I think YOU and I should be guided by our Faith, and not worry too much about the carnival atmosphere that seems to surround us at times. In my parish, there are a lot of sincere people, but, you know, they’re not all educated and sophisticated. They are not on top of all these issues that you mention. They’re not all Bible scholars. They may not be making the commitment that you and I think, or that the Church says, that they should be making.

We are involved in our own spiritual journey. I don’t want to judge or criticize people who don’t have the capacity to sort things out the way they should. And, that may even go for the priests.

I read some of the things that the Pope writes (he is such a great theologian and Bible scholar). I urge you to look for the good things and to ignore the “noise.” Scripture says that about ignoring or overlooking the faults of others.

When you see the black suits and the veils, don’t judge others’ spirituality. I’m the guy who usually has worn jeans to Mass on Sunday, and I’m reformed about that – we should be wearing our best for Mass. (“Worship the LORD in holy attire.” – in two of the psalms).

For Mass, sit in the first or second pew, to put the distractions behind you (the people talking, elbowing each other, etc.).

You ARE in the Church of Jesus Christ, beyond any doubt or reservation. Heed the words of Jesus about the greatest commandment: You shall love the LORD your God with all your heart, with all your soul, with all your mind, and with all your strength. And, you shall love your neighbor as yourself.

In 100 years, all the nonsense will be behind you. Stay focused on our great future.

Friend, we go where God calls us to be even though it may seem the most unusual place to be. I was born into a Roman Catholic family, grew up going to Roman Catholic schools (I have never attended a secular school). Yet even before I knew who the Orthodox were, there was a deep longing in me to explore their faith. When I discovered Eastern Catholicsm I didn’t think twice and didn’t look back. I stayed at a parish I’m not sure would embrace or welcome me. Now, even though they clergy and even the bishop himself has been very warm and embraces me and my family, I still feel out of place. To Roman Catholics I know, its hard to explain where I am. Some think that I have become a Protestant (ignorance of the Eastern Rites). To my own parish, I’m an outsider. Its a Ukrainian Church with Ukrainian people, but I’m not Ukrainian. I don’t speak the language nor appreciate the culture as deeply as one who grew up with it. I’ve been sad so many times, I feel out of place. But God constantly reminds me this is where He wants me to be.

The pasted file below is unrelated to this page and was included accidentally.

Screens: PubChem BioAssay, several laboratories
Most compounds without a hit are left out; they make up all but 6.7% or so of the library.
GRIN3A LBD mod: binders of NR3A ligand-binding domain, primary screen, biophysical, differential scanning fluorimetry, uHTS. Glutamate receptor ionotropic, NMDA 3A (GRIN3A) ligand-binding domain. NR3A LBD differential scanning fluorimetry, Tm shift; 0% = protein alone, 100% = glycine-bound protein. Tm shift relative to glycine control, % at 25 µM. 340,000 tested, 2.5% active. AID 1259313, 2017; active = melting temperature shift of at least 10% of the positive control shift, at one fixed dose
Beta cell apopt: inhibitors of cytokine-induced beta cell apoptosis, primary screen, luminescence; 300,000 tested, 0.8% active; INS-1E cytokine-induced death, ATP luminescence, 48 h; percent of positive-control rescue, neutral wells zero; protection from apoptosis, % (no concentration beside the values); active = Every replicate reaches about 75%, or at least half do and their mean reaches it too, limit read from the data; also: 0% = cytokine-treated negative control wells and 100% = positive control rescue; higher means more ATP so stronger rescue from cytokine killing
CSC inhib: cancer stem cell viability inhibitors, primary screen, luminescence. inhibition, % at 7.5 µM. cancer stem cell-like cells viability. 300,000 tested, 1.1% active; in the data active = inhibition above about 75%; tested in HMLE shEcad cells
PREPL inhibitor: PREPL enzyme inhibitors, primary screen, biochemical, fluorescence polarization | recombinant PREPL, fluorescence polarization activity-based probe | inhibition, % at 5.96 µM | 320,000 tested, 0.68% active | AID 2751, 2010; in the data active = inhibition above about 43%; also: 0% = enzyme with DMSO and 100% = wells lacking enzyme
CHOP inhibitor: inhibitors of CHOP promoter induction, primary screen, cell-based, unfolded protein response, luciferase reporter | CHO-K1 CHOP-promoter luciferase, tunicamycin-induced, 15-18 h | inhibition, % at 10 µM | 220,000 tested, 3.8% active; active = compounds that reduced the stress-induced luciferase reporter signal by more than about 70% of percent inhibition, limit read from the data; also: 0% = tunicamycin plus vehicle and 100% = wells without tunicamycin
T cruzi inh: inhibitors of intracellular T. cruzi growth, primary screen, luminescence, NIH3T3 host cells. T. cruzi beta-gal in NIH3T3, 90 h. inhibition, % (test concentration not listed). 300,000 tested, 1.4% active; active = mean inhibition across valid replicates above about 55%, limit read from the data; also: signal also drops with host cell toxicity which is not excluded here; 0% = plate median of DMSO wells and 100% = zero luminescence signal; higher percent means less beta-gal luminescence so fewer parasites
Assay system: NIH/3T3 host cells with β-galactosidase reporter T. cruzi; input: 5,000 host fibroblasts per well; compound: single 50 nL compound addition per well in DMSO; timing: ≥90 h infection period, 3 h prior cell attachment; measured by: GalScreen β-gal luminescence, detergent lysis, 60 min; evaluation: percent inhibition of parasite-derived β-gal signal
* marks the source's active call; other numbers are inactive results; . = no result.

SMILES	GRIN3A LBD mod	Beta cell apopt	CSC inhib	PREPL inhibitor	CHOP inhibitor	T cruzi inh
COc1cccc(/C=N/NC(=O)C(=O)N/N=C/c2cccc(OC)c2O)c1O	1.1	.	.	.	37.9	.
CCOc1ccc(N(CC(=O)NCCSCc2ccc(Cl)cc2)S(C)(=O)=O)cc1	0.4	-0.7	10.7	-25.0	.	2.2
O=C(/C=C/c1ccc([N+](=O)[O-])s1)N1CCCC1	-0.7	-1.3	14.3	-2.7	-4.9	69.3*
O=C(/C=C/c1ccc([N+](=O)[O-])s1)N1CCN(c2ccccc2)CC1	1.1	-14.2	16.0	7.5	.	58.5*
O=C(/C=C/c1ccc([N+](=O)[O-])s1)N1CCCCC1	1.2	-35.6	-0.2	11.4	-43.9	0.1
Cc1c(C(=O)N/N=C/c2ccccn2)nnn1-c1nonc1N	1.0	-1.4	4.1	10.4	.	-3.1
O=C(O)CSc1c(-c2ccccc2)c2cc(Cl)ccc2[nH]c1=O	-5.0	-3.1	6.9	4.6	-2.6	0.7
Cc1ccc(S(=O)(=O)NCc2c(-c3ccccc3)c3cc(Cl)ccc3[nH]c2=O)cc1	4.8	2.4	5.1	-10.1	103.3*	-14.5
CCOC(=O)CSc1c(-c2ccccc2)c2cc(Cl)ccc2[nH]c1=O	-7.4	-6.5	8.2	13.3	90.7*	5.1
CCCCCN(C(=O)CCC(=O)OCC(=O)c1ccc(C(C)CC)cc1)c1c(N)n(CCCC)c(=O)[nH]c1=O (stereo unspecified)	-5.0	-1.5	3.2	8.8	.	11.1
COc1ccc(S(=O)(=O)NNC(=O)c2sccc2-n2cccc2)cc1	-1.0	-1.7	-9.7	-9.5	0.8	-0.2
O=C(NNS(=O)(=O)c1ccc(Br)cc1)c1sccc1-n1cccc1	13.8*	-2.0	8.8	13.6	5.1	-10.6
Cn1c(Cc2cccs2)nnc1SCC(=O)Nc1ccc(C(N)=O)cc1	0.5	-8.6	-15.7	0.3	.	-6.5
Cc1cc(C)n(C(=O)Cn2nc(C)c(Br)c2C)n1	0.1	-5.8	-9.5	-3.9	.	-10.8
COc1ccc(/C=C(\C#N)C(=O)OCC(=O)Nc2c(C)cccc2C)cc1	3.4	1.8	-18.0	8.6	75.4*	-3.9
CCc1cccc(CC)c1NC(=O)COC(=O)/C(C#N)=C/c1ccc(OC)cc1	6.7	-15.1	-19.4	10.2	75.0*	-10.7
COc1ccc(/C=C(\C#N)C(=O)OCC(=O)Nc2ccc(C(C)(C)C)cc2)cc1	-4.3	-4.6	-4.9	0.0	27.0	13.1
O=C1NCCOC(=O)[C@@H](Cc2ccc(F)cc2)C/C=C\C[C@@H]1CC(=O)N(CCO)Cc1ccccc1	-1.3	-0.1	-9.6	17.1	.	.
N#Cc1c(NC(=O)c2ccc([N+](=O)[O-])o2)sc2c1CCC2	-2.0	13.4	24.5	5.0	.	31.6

Its what you need to find out for yourself. You should know where God leads you, and follow. Follow that path and despite troubles and trials, you will be at peace, you will be spiritually fulfilled.

Isn’t that magnificent?! :smiley:

To the OP. I’m in pretty much the same boat as you.

I was looking for a Spiritual Director and had a few meetings with one of the Nuns in my Archdiocese office. She was very nice and very helpful but not a good fit for me. During our discussions she said it’s difficult for those Catholics in the middle for exactly the reasons you stated in your post.

I agree with one of the posters in this that thread that said you’re exactly where you should be. Hang in there.